Houston Airports is committed to providing safe and secure facilities for all passengers. One of the airport system’s main priorities is going above and beyond regarding its Americans with Disabilities Act (ADA) compliance.
Barriers for passengers with special needs can include ticketing counters that are too high, obstructed aisles and protruding objects. With this in mind, Houston Airports initiated “Protruding Object Discovery Days” to provide an extra set of eyes for protruding objects that could negatively impact the path of travel for a person who is blind or has low vision. According to the ADA, a protruding object is any object over 27 inches tall, under 80 inches tall and protruding more than four inches from the wall. These objects are not detectable by a person using a white cane for navigation and could potentially cause serious harm.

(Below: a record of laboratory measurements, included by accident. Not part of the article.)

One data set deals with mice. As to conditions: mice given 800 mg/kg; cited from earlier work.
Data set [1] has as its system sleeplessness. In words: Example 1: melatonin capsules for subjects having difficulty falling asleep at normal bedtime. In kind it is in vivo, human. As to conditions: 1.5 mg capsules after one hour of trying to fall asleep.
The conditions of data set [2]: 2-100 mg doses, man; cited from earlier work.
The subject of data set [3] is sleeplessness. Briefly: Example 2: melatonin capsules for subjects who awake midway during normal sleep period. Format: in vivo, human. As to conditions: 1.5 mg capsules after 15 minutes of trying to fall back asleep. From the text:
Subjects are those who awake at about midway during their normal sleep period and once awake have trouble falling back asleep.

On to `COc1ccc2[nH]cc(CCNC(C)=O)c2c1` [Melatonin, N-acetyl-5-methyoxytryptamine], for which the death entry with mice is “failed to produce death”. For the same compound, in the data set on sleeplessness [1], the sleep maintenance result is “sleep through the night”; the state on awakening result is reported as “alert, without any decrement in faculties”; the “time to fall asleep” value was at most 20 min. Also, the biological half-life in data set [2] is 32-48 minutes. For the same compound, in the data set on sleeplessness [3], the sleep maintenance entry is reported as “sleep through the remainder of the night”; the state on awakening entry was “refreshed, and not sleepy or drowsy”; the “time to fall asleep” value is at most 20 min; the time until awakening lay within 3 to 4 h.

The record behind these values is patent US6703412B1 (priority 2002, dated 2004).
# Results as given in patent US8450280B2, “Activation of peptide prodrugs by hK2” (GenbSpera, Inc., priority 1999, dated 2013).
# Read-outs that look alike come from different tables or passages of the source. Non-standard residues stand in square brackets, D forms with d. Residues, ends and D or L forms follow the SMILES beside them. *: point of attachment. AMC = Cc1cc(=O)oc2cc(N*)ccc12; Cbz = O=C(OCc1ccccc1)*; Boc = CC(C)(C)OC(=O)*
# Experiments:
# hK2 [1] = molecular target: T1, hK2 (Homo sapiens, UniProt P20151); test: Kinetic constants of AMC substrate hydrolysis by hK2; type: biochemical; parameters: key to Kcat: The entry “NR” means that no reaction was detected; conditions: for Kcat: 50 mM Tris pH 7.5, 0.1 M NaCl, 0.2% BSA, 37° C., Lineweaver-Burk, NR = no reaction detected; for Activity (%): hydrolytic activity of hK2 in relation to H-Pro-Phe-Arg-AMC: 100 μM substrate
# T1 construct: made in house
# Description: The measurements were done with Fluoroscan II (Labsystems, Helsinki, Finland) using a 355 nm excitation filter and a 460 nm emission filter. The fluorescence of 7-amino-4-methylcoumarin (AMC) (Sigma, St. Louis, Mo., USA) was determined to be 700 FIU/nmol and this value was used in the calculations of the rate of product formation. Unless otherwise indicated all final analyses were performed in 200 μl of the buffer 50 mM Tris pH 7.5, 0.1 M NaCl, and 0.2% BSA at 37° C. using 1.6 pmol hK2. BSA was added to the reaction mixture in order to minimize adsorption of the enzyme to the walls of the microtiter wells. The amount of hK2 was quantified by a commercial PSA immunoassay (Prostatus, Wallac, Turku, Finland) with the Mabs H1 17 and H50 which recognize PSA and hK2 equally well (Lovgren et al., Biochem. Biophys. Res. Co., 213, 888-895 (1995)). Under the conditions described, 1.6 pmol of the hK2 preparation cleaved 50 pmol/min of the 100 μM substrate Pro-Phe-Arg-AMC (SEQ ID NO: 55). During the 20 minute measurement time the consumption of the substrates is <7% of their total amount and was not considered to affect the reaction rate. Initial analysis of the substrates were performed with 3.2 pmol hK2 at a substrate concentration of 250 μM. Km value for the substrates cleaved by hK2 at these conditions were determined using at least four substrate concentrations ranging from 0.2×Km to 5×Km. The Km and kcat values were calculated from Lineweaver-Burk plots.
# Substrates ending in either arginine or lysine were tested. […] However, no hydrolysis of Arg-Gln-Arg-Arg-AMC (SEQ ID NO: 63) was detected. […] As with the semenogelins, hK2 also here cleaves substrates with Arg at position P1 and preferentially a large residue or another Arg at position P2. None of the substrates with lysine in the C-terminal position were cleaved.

“We understand that walking is a regular activity for the roughly 1,000 airport system employees who work inside the terminals,” Houston Airports ADA coordinator Tambre Moten said. “While walking provides obvious physical and mental health benefits, we are adding to its benefits by encouraging employees to ‘walk with purpose’ on regularly scheduled “Protruding Object Discovery Days,” and provide an extra set of eyes to determine whether our facilities are meeting ADA requirements. This not only enhances each employee’s understanding of accessibility, but it provides the development and installation teams a second—or even third—set of eyes in maintaining compliance.”
Alton DuLaney, public art curator for Houston Airports, spends a majority of his week in the terminals and now brings a measuring tape with him on his walks throughout both airports. “As curator, I strive to present an engaging and diverse collection of visual art that can be accessed and appreciated by all of our passengers,” DuLaney said.
For more information on the Houston Airports’ accessibility initiatives please visit www.fly2houston.com/accessiblity.